You can picture the scene – 0300 hrs darker than hell, my crew and I assessing what we had just done. My first thought was that I had just mangled a section of ‘C’ Company, QORs finest until I heard moaning from within the cab. You may recall that ¾ ton trucks were proto APCs while the infantry waited for the Bobcats. (As it turned out the Bobcat never was manufactured and the Government bought the American M113 instead but not until the late ‘60s.) We pried the door off with a crowbar and hauled the driver out and as it turned out, he was the driver for the CSM of ‘C’ Company and when he got bogged down, the CSM went off in another vehicle leaving him to await recovery. The mush of the N0.26 radio set in his ear had put him to sleep and he had lain down on the seat. Fortunately he was not seriously hurt sustaining a cut to his head. The impact had knocked him onto the floor and the back of the cab crumpled over him and provided some protection. My brief career flashed before my eyes that night as I was certain that I would be on the next train to Vancouver but that didn’t happen.
At a smoker in the QOR field mess the following night and before the big exercise, I was invited to cut a cake which had a pastry tank pushing a pastry ¾ ton truck down into the icing. For the rest of the summer, I responded to the nickname “Crusher” and occasionally in some mess or other since that time some smiling face with greying hair will call from across the room “Hey Crusher over here” and I immediately transported back to that time and place. The Provost Platoon (Military Police) towed the truck to a prominent place in the training area and put up a warning sign about safe driving. My tank really did a number on that vehicle.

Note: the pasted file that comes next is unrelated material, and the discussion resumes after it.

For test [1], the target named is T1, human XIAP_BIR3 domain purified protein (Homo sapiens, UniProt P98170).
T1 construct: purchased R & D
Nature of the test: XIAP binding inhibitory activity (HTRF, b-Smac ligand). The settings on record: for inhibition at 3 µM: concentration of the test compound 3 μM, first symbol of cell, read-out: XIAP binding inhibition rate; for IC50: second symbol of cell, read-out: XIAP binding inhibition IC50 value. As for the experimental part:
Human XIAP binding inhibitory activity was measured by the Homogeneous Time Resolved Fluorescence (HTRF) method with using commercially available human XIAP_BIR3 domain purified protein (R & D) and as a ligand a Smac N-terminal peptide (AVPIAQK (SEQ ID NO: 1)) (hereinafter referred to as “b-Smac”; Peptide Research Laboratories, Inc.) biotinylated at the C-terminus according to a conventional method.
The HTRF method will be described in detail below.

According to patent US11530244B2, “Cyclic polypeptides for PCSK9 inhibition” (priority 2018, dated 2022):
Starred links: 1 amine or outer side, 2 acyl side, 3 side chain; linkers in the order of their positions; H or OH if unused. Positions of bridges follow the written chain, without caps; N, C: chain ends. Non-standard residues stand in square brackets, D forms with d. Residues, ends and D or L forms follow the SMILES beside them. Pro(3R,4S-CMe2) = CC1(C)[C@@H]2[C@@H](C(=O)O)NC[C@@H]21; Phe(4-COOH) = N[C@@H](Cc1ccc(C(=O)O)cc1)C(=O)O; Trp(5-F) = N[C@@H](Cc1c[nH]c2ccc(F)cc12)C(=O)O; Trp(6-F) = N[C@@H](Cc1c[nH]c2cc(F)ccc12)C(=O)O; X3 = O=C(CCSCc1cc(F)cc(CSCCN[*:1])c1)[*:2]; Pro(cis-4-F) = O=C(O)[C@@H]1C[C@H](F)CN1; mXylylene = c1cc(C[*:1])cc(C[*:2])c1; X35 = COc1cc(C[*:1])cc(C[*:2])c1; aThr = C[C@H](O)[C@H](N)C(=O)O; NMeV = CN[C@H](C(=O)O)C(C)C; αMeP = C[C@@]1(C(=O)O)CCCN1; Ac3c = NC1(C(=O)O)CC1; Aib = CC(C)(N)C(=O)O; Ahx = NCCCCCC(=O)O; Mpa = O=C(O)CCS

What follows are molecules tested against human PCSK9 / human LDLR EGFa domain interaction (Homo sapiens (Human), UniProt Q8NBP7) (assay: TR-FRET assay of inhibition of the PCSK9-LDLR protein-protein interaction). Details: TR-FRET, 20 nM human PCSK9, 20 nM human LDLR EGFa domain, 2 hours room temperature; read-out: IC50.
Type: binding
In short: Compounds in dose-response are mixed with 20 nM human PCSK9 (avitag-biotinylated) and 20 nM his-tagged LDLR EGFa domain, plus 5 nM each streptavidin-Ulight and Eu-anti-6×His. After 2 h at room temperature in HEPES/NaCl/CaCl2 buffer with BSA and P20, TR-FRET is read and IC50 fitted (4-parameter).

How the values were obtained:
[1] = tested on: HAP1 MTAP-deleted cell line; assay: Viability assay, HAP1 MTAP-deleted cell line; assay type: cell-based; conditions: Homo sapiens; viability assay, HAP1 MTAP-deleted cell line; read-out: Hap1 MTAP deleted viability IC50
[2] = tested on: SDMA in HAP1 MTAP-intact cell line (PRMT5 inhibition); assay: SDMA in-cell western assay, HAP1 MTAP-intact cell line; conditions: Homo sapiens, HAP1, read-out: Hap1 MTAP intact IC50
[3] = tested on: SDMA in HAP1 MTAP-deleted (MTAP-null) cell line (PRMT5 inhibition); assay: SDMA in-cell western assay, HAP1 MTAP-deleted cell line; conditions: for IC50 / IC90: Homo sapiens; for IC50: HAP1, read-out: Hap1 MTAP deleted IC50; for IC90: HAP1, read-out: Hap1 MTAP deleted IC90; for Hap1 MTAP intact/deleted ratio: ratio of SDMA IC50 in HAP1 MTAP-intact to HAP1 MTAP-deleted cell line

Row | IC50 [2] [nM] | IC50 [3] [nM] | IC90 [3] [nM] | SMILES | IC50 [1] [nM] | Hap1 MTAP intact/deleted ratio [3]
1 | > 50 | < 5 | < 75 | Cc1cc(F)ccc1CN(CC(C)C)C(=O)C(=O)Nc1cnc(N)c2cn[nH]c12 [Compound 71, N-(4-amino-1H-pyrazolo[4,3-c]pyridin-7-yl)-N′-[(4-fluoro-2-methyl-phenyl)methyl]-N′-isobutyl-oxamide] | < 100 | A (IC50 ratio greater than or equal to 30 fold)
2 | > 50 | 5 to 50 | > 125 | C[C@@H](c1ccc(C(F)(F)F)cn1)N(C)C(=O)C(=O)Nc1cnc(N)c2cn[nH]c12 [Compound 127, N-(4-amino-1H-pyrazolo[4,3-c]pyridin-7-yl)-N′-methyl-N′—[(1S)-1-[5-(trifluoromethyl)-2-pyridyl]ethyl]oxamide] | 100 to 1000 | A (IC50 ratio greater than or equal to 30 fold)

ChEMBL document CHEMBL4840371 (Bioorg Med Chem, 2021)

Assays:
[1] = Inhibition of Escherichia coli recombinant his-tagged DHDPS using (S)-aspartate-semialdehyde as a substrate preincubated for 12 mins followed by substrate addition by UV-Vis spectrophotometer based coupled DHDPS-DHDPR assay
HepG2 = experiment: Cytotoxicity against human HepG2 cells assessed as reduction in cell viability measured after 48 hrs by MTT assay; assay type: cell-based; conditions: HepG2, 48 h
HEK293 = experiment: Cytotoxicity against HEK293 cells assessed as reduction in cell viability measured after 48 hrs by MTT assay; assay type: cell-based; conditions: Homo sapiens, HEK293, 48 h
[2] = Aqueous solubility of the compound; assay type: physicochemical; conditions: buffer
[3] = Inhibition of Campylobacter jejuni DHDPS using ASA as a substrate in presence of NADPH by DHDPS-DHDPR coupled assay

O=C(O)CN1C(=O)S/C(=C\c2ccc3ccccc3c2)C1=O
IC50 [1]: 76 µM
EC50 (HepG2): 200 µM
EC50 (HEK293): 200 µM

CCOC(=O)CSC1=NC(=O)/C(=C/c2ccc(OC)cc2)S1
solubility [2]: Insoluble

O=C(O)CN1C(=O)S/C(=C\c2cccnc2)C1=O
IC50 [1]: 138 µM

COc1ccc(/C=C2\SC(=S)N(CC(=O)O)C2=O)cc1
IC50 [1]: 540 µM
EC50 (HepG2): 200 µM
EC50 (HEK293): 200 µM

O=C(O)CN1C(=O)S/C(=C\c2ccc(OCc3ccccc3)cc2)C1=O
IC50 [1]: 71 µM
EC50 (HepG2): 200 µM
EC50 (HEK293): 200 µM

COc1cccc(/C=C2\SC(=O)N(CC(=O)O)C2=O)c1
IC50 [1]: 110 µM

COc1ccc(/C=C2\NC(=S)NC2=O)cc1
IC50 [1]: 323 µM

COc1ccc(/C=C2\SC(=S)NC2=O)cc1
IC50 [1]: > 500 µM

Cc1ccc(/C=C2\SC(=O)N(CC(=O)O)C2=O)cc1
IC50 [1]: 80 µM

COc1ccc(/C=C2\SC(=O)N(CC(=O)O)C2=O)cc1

The remainder of the summer was relatively uneventful as I remember it although like most of you have experienced, there were many pleasant evening in the field swapping stories over a cold beer served from the back of the canteen truck and Danny even let Brian Harvey and I get to Calgary via the laundry truck, to take in the Calgary Stampede.
The camaraderie and warmth that the Regiment extended to me that summer solidified my career choice and after university experienced similar moments of pleasure in the field as a troop leader and squadron commander and occasionally terror on some night move from here to there.
On Thursday, February 24th the Museum held our annual event to recognize our dedicated team of volunteers for 2021. While previous in-person events took place at the Officers’ Mess and the Royal Canadian Military Institute, we opted to play it safe one more time and hold it as a Zoom call.
We were joined by members of the Museum Board and by the Commanding Officer Lieutenant Colonel Scott Moody, and the Regimental Sergeant Major Chief Warrant Officer Jeff Johnston.
Acting Curator Shaun Kelly welcomed everyone and reviewed our achievements in 2021 despite the on again – off again challenges of changing pandemic restrictions. (See Looking Back on 2021 post.) He reported that we still managed to give 1,445 hours of service to the museum, and congratulated each volunteer on their contribution.
Board Chair Jim Lutz noted that we will be updating our Five Year Strategic Plan this year and would be looking for input from all our volunteers.
The CO and RSM provided an update on the current state of the Regiment before presenting our Collections Officer Cheryl Nairn with the Commanding Officer’s Commendation.
Cheryl will be starting maternity leave shortly so we were pleased to be able to present this recognition before she leaves us.
The operation of our museum is completely dependent on volunteers and we can’t thank them enough for their perseverance and valued contribution throughout a difficult 2021!
The Rifleman magazine has been widely distributed to members of the regimental family in electronic format and is also available on the Research page of our website here.
If you are interested in purchasing a real “hard copy” (softcover magazine format), you can do so from the museum’s Blurb Store. Last year’s issue is also available along with a number of books the museum has published.
As with every other aspect of our society, the impact of another year of pandemic challenged our operation in 2021.